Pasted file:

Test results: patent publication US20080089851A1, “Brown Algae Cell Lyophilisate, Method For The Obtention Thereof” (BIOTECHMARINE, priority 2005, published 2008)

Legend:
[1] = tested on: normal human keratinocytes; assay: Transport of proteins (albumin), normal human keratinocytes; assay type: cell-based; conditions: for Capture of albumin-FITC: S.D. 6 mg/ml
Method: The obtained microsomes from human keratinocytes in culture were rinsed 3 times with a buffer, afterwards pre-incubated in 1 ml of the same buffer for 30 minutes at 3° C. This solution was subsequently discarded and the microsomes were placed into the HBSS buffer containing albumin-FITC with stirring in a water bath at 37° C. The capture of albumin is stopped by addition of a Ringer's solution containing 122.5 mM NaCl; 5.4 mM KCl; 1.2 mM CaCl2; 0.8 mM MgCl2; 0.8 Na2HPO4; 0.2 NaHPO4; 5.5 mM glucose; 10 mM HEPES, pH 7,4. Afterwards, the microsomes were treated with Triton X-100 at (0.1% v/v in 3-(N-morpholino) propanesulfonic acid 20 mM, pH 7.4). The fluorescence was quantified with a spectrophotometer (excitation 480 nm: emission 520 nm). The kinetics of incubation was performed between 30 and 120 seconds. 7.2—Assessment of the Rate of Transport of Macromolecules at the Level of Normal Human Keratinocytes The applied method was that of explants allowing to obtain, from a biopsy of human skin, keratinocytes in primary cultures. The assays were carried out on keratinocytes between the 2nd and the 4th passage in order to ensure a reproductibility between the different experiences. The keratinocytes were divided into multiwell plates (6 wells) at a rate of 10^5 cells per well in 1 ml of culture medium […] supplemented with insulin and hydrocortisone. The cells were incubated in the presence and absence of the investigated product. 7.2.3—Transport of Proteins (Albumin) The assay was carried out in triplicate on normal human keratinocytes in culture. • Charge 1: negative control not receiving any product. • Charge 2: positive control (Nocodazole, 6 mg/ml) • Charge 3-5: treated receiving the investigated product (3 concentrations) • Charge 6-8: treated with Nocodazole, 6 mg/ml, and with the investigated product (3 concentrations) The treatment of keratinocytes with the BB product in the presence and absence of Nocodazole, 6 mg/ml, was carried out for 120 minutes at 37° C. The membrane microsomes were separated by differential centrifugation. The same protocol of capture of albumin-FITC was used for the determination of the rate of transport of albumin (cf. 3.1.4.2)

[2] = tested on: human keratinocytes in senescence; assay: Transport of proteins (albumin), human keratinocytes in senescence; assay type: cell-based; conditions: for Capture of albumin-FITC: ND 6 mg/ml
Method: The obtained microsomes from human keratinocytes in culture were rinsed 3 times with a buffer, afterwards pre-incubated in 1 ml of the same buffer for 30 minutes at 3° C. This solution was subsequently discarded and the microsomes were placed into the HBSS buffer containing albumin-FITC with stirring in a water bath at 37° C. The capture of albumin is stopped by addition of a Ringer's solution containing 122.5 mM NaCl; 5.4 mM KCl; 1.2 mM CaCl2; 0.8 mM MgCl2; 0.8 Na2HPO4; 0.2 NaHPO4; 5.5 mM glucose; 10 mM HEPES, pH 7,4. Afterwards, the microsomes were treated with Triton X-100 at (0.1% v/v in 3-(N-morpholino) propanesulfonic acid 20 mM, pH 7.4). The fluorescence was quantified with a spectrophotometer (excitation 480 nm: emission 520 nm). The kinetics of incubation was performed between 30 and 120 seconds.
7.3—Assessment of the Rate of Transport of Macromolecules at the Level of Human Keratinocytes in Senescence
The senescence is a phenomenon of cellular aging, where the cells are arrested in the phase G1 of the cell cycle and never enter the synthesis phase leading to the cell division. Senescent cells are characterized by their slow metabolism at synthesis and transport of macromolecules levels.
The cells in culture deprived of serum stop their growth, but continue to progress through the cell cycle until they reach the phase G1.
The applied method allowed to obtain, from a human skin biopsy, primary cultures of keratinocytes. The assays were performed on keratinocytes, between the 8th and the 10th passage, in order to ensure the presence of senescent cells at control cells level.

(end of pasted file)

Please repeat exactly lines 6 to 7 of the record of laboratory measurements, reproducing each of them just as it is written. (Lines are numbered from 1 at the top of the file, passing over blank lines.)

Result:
Method: The obtained microsomes from human keratinocytes in culture were rinsed 3 times with a buffer, afterwards pre-incubated in 1 ml of the same buffer for 30 minutes at 3° C. This solution was subsequently discarded and the microsomes were placed into the HBSS buffer containing albumin-FITC with stirring in a water bath at 37° C. The capture of albumin is stopped by addition of a Ringer's solution containing 122.5 mM NaCl; 5.4 mM KCl; 1.2 mM CaCl2; 0.8 mM MgCl2; 0.8 Na2HPO4; 0.2 NaHPO4; 5.5 mM glucose; 10 mM HEPES, pH 7,4. Afterwards, the microsomes were treated with Triton X-100 at (0.1% v/v in 3-(N-morpholino) propanesulfonic acid 20 mM, pH 7.4). The fluorescence was quantified with a spectrophotometer (excitation 480 nm: emission 520 nm). The kinetics of incubation was performed between 30 and 120 seconds.
7.3—Assessment of the Rate of Transport of Macromolecules at the Level of Human Keratinocytes in Senescence